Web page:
The pesticide-laced dumplings sent to Japan and caused 10 people to be seriously ill, could not have been contaminated in China, according to Chinese authorities. And while both Japan and China have acknowledged that the poisoning could have been deliberate, Chinese investigators now say it has found nothing unusual on its side. Meanwhile, the pesticide found in the dumplings is illegal in Japan.
It’s the latest chapter in an ongoing tainted-food saga between Japan and China. The case has touched off tensions between the two countries with each going back and forth on who could be at fault. Officials from both sides have taken the incident seriously and made it a point of discussion during high-level talks between the two countries.
Adding to the tensions are further reports that pesticides have been found in other food items sent to Japan, namely steamed meat buns, fried pork rolls and frozen mackerel. Chinese officials are also denying any wrongdoing for the those tainted food items.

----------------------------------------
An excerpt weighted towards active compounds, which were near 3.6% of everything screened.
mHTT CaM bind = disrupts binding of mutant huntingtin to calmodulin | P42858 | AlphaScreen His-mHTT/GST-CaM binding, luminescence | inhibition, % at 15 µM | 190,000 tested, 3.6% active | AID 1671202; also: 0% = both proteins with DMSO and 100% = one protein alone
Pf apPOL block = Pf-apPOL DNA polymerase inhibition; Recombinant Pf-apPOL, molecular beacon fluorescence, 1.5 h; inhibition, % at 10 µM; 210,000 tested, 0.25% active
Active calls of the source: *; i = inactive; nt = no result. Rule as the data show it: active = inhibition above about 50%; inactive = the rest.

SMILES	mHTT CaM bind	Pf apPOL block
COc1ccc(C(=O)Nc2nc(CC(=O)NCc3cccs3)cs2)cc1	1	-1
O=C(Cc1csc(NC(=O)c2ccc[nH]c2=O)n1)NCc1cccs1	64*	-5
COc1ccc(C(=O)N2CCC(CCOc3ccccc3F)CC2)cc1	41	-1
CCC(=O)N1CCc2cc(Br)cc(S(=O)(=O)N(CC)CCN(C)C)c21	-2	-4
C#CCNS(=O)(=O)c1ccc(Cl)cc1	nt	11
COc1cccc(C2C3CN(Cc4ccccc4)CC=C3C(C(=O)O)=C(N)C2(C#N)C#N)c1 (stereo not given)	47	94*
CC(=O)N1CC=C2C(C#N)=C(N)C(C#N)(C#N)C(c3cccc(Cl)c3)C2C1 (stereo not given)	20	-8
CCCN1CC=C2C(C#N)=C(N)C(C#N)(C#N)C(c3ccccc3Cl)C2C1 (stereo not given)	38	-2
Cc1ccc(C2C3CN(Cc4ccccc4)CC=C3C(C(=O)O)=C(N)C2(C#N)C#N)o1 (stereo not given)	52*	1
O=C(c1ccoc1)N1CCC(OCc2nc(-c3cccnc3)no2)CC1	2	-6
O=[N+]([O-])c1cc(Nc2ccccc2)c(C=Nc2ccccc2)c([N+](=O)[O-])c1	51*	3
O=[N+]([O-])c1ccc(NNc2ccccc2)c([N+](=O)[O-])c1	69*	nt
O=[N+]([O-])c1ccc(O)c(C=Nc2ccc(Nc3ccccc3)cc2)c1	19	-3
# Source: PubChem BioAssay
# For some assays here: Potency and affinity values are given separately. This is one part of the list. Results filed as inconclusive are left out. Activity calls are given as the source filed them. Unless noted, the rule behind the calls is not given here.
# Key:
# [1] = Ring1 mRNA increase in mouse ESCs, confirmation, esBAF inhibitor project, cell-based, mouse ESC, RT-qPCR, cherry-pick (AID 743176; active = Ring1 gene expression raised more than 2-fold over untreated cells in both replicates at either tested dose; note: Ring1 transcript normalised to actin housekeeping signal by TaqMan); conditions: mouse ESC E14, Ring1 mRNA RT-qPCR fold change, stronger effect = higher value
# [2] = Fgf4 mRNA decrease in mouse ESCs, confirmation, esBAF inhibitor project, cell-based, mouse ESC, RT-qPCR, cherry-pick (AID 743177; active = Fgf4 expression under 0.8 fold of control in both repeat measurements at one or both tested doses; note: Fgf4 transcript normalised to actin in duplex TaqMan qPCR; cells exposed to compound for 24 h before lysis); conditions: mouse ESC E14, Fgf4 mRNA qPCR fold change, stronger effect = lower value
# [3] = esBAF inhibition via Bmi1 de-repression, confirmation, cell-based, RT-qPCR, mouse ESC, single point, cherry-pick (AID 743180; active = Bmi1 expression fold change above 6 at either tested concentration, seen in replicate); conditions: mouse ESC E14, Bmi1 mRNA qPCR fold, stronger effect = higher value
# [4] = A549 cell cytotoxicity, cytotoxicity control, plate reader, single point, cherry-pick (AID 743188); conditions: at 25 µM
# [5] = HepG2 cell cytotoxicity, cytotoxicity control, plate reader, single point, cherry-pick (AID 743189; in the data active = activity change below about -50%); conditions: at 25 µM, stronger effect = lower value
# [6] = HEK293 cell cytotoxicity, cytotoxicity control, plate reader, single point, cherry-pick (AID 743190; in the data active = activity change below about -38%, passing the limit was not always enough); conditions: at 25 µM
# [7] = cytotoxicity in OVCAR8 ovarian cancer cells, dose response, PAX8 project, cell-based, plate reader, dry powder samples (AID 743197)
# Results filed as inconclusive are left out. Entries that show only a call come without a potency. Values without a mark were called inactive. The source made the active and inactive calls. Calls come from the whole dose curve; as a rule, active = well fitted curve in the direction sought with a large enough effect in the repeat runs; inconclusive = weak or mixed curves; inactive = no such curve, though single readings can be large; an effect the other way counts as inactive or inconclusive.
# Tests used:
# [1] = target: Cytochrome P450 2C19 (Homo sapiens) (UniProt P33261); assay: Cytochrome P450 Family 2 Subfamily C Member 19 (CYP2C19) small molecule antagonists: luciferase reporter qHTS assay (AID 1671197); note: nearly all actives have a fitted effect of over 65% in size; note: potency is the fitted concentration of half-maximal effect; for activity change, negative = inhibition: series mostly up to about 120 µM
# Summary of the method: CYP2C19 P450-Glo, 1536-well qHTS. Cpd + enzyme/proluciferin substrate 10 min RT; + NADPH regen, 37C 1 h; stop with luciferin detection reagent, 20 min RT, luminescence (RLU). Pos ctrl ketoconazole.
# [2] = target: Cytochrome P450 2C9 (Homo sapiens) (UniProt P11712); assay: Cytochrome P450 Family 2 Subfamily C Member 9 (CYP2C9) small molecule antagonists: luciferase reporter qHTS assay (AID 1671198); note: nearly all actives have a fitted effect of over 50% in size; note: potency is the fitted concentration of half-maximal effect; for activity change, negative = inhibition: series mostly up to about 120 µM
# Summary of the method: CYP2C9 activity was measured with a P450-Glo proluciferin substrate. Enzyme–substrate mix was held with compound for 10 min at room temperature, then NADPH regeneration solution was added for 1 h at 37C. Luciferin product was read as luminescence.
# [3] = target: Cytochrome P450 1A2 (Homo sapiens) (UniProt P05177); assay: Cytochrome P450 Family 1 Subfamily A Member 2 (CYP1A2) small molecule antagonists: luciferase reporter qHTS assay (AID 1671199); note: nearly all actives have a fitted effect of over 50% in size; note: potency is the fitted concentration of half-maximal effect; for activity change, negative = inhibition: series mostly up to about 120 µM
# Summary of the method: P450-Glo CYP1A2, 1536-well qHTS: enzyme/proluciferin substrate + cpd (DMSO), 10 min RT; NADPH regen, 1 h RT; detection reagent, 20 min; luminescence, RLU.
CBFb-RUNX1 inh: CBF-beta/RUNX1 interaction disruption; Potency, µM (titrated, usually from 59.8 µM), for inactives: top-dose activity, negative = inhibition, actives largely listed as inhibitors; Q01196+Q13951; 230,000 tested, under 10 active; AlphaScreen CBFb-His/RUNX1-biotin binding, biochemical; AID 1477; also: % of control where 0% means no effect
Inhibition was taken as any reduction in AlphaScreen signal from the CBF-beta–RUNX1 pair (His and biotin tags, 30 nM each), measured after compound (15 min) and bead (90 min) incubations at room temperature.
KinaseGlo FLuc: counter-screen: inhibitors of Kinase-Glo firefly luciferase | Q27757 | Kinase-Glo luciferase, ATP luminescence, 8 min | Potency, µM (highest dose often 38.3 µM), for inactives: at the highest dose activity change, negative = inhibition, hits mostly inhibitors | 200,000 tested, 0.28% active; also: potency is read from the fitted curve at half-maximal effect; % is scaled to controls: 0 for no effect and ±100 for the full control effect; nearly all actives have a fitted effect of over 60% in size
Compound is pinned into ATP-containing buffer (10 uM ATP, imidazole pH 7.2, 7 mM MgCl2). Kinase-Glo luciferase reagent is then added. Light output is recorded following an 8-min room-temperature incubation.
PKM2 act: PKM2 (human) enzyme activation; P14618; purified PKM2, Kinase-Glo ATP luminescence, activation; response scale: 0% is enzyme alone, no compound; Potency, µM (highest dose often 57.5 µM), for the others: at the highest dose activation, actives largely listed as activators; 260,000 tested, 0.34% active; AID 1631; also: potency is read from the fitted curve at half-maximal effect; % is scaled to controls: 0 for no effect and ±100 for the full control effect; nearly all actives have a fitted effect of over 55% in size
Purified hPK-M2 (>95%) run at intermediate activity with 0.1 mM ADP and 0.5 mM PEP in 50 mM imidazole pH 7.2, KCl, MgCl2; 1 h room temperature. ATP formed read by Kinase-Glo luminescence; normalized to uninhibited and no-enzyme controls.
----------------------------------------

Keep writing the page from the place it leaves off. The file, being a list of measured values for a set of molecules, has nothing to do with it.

The Associated Press reports:
Traces of methamidophos, an insecticide banned in Japan, were found in the dumplings, on the packaging and in the vomit of the people who were sickened in December and January after eating two separate brands of dumplings made at the Tianyang Food Processing Ltd. factory.
The incidents have aggravated often-tempestuous relations between the neighbors, who have clashed over wartime history and mineral-rich territories.
“We believe that there is little chance of putting methamidophos into dumplings in China,” Yu told reporters at a briefing. He noted that police believed the case was “caused by manmade factors” and did not stem from tainted raw materials.
Japan’s Health Ministry had no immediate comment.